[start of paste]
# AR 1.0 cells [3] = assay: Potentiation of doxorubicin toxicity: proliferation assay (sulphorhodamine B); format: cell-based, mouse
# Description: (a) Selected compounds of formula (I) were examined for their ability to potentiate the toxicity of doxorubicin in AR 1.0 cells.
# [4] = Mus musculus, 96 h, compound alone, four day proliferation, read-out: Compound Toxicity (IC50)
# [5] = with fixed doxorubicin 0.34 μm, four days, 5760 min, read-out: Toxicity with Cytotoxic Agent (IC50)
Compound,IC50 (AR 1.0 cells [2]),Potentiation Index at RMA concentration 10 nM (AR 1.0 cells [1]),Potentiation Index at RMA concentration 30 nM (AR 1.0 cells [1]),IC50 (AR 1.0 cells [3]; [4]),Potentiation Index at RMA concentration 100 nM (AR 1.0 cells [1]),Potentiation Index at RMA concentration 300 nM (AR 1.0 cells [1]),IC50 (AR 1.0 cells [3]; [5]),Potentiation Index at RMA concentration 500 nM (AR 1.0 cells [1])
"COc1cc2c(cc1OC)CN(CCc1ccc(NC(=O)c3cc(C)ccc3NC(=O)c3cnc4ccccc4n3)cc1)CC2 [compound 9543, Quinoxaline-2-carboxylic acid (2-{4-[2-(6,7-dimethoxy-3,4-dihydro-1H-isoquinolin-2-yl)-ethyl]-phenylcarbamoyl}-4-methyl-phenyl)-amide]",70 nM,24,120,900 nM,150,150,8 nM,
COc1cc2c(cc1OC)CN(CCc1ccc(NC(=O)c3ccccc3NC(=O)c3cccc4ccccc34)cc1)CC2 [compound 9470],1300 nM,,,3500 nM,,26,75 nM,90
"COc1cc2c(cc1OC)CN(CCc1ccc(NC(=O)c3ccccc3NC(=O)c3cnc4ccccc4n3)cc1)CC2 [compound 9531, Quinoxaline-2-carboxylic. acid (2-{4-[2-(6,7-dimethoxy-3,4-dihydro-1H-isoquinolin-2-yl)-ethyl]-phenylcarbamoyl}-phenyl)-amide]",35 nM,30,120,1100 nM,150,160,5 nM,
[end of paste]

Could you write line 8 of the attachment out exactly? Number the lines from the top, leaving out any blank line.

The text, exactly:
"COc1cc2c(cc1OC)CN(CCc1ccc(NC(=O)c3ccccc3NC(=O)c3cnc4ccccc4n3)cc1)CC2 [compound 9531, Quinoxaline-2-carboxylic. acid (2-{4-[2-(6,7-dimethoxy-3,4-dihydro-1H-isoquinolin-2-yl)-ethyl]-phenylcarbamoyl}-phenyl)-amide]",35 nM,30,120,1100 nM,150,160,5 nM,